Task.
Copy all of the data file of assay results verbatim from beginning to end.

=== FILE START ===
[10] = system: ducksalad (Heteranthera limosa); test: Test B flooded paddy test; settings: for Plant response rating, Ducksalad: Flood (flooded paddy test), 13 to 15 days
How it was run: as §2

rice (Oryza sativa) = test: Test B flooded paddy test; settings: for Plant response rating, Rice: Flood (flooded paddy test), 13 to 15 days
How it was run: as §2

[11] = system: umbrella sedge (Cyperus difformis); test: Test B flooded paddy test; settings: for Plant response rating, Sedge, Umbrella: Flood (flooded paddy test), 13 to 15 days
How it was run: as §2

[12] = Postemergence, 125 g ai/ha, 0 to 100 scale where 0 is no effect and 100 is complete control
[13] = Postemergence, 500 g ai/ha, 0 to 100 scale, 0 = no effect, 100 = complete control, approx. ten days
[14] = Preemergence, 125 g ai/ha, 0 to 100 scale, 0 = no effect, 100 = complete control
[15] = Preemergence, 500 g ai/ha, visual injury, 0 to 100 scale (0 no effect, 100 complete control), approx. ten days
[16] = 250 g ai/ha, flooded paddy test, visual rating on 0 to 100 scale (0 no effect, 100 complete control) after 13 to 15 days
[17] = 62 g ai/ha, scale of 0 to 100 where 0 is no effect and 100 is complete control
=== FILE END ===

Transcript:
[10] = system: ducksalad (Heteranthera limosa); test: Test B flooded paddy test; settings: for Plant response rating, Ducksalad: Flood (flooded paddy test), 13 to 15 days
How it was run: as §2

rice (Oryza sativa) = test: Test B flooded paddy test; settings: for Plant response rating, Rice: Flood (flooded paddy test), 13 to 15 days
How it was run: as §2

[11] = system: umbrella sedge (Cyperus difformis); test: Test B flooded paddy test; settings: for Plant response rating, Sedge, Umbrella: Flood (flooded paddy test), 13 to 15 days
How it was run: as §2

[12] = Postemergence, 125 g ai/ha, 0 to 100 scale where 0 is no effect and 100 is complete control
[13] = Postemergence, 500 g ai/ha, 0 to 100 scale, 0 = no effect, 100 = complete control, approx. ten days
[14] = Preemergence, 125 g ai/ha, 0 to 100 scale, 0 = no effect, 100 = complete control
[15] = Preemergence, 500 g ai/ha, visual injury, 0 to 100 scale (0 no effect, 100 complete control), approx. ten days
[16] = 250 g ai/ha, flooded paddy test, visual rating on 0 to 100 scale (0 no effect, 100 complete control) after 13 to 15 days
[17] = 62 g ai/ha, scale of 0 to 100 where 0 is no effect and 100 is complete control